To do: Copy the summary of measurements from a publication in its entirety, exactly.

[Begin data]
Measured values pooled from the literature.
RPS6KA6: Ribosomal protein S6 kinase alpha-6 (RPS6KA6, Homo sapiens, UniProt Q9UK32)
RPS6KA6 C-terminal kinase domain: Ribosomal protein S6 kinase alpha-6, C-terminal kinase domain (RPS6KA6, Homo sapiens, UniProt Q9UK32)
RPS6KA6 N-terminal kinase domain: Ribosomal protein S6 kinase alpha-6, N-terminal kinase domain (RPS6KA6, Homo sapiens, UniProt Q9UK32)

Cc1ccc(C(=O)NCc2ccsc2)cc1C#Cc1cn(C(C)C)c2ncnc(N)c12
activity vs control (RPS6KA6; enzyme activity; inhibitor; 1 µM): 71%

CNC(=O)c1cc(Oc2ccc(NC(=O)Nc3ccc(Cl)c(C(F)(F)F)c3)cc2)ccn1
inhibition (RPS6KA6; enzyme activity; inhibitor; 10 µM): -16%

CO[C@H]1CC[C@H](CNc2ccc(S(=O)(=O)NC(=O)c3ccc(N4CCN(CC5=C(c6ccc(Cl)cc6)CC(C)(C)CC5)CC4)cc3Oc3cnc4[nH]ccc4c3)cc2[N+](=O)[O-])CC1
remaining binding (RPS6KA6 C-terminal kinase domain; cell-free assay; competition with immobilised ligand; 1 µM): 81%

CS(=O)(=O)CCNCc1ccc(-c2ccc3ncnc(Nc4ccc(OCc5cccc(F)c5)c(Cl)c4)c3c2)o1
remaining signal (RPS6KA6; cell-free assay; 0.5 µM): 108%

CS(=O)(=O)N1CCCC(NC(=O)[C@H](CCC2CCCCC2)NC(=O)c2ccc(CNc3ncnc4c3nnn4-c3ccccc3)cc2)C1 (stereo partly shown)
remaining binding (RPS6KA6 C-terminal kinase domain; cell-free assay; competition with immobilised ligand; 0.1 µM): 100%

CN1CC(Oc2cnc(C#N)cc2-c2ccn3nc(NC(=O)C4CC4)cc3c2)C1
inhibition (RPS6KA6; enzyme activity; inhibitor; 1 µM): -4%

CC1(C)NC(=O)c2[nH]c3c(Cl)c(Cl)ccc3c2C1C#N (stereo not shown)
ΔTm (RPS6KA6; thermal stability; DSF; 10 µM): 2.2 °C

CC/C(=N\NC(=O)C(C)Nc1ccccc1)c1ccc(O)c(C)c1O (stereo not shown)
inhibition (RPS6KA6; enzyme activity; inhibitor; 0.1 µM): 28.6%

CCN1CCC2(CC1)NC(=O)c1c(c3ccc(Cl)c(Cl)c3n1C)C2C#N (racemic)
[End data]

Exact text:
Measured values pooled from the literature.
RPS6KA6: Ribosomal protein S6 kinase alpha-6 (RPS6KA6, Homo sapiens, UniProt Q9UK32)
RPS6KA6 C-terminal kinase domain: Ribosomal protein S6 kinase alpha-6, C-terminal kinase domain (RPS6KA6, Homo sapiens, UniProt Q9UK32)
RPS6KA6 N-terminal kinase domain: Ribosomal protein S6 kinase alpha-6, N-terminal kinase domain (RPS6KA6, Homo sapiens, UniProt Q9UK32)

Cc1ccc(C(=O)NCc2ccsc2)cc1C#Cc1cn(C(C)C)c2ncnc(N)c12
activity vs control (RPS6KA6; enzyme activity; inhibitor; 1 µM): 71%

CNC(=O)c1cc(Oc2ccc(NC(=O)Nc3ccc(Cl)c(C(F)(F)F)c3)cc2)ccn1
inhibition (RPS6KA6; enzyme activity; inhibitor; 10 µM): -16%

CO[C@H]1CC[C@H](CNc2ccc(S(=O)(=O)NC(=O)c3ccc(N4CCN(CC5=C(c6ccc(Cl)cc6)CC(C)(C)CC5)CC4)cc3Oc3cnc4[nH]ccc4c3)cc2[N+](=O)[O-])CC1
remaining binding (RPS6KA6 C-terminal kinase domain; cell-free assay; competition with immobilised ligand; 1 µM): 81%

CS(=O)(=O)CCNCc1ccc(-c2ccc3ncnc(Nc4ccc(OCc5cccc(F)c5)c(Cl)c4)c3c2)o1
remaining signal (RPS6KA6; cell-free assay; 0.5 µM): 108%

CS(=O)(=O)N1CCCC(NC(=O)[C@H](CCC2CCCCC2)NC(=O)c2ccc(CNc3ncnc4c3nnn4-c3ccccc3)cc2)C1 (stereo partly shown)
remaining binding (RPS6KA6 C-terminal kinase domain; cell-free assay; competition with immobilised ligand; 0.1 µM): 100%

CN1CC(Oc2cnc(C#N)cc2-c2ccn3nc(NC(=O)C4CC4)cc3c2)C1
inhibition (RPS6KA6; enzyme activity; inhibitor; 1 µM): -4%

CC1(C)NC(=O)c2[nH]c3c(Cl)c(Cl)ccc3c2C1C#N (stereo not shown)
ΔTm (RPS6KA6; thermal stability; DSF; 10 µM): 2.2 °C

CC/C(=N\NC(=O)C(C)Nc1ccccc1)c1ccc(O)c(C)c1O (stereo not shown)
inhibition (RPS6KA6; enzyme activity; inhibitor; 0.1 µM): 28.6%

CCN1CCC2(CC1)NC(=O)c1c(c3ccc(Cl)c(Cl)c3n1C)C2C#N (racemic)